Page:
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Emporium Melbourne

SPENDING lots of money building a big new retail precinct, when shoppers are reluctant and internet sales are a threat, requires a key quality, confidence.

The Fashion Capital Melbourne

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SPENDING lots of money building a big new retail precinct, when shoppers are reluctant and internet sales are a threat, requires a key quality, confidence.

That's what one retail property investor has in spades - Colonial First State Global Asset Management. In partnership with Singapore sovereign wealth fund GIC, Colonial First State has started construction of Emporium Melbourne, the department centre that will replace the old Myer Lonsdale Street store.

Emporium will have 240 tenancies taking up 46,000 square metres of floor space. Emporium Melbourne is the city's largest shopping centre project. Grocon constructions will finish work on the $1.6 billion project in March 2014.

Of the 240 signed tenants this includes a much larger focus on food. Originally the new development offered 10 food tenancies with 500 seats, this is now up to 22 tenancies and 1200 seats. The centre opening will be accompanied by a two-year marketing campaign.

The project has been designed by Japanese company Wonderwall and local firm Buchan Group architects. Wonderwall has created a sophisticated louvre finish in the centre's atriums and installed understated stone-tiled floors, wherever you are, you can always see three levels of retail.

At Emporium, the developers are promising a judicious blend of old and new design. ''On Lonsdale Street - the main entrance - we will retain the heritage facades. A lot of structural steel is in place to hold up the facades, which we will refurbish,'' said Colonial First State's regional development manager, Daryl Stubbings, who heads the development team.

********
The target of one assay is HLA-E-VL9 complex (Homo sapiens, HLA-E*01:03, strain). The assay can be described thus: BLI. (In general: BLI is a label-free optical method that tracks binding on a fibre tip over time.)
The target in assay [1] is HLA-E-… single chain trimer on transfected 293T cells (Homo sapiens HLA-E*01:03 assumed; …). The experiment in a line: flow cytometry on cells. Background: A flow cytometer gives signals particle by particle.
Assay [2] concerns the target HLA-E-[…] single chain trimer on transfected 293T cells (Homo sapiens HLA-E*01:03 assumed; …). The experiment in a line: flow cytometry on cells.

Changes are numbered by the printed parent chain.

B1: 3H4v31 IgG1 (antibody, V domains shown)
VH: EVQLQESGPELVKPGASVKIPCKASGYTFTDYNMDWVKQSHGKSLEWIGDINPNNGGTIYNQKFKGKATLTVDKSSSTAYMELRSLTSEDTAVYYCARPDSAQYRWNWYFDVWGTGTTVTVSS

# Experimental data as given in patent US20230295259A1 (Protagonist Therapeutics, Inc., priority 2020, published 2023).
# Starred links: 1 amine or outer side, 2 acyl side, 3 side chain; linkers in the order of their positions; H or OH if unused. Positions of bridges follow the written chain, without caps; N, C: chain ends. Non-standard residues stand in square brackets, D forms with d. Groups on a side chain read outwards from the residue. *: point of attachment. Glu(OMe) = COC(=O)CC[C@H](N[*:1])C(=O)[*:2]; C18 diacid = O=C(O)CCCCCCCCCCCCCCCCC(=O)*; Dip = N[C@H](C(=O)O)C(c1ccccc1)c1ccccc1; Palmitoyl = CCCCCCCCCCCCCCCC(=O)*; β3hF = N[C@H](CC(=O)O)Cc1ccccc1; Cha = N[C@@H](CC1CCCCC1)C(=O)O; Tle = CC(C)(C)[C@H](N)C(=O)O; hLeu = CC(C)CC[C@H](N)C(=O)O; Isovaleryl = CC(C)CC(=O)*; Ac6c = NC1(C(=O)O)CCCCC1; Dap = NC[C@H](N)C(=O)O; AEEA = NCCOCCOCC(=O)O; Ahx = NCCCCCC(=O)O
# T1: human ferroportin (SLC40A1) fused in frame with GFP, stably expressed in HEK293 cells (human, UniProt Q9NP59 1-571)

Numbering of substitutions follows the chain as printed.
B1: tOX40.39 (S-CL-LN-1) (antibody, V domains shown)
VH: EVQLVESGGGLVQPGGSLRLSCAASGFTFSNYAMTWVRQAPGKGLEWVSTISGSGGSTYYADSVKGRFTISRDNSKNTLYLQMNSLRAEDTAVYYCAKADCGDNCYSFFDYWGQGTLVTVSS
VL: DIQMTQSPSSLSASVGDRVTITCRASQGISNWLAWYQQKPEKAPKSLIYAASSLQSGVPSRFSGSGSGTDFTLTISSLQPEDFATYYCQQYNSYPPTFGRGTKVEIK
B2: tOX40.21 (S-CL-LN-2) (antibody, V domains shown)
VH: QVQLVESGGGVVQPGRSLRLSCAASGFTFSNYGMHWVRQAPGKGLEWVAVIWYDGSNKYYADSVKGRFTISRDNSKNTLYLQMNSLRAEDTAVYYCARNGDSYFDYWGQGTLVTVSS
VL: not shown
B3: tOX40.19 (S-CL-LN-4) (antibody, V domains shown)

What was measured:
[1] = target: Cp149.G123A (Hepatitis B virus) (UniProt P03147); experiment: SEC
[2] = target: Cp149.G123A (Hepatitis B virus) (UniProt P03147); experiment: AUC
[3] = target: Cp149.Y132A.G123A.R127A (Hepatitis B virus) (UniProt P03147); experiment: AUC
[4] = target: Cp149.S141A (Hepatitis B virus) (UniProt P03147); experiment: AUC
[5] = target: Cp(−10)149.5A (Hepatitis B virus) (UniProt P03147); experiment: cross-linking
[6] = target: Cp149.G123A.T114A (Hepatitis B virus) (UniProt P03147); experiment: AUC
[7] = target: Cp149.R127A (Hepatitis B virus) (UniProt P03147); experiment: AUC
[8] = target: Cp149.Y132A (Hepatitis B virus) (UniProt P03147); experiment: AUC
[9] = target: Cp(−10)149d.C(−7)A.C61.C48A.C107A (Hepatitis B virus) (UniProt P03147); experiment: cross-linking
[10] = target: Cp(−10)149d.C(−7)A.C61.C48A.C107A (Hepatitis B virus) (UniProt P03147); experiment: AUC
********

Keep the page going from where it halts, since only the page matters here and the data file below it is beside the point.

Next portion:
At ground level, the plan is to completely activate the street with boutique retailers, in Lonsdale and Little Bourke streets. A typical store is 100-150 sq m. However, the developers aim to attract concept stores - including large flagship stores - that will take up to 1500 sq m of space over several levels.

The ground floor will consist of well-known, casual international and high-profile national brands, while ''high street'' international brands will front Lonsdale and Little Bourke streets. Inside the store will be a ''racetrack'' mall - a rectangle in the middle of the floor with tenancies either side.

The main entrance will be opposite Melbourne Central, under the bridge that connects the two stores. Two entrances in Little Bourke Street will be opposite the entrances to Myer and David Jones.

Existing level 2 and 3 bridges to Melbourne Central will remain. Clear glass bridges, transparent and light, will be built over Little Bourke Street to link levels 1-4 to Myer and David Jones. Myer will take level 4 of the Emporium, and the lower-ground tunnel to Myer basement will stay.

There will be three levels of food, including a large premium end that will not be a food court. Levels 4 and 5 will be the restaurant precinct. An express glass lift from Little Bourke Street will go directly to the restaurants, which will operate independently from the store - they can trade late at night - but there will also be entry points from the store.

Holyoake secured this extensive development with design and development work with both Norman Disney & Young and the mechanical contractor in O.P. Industries Melbourne.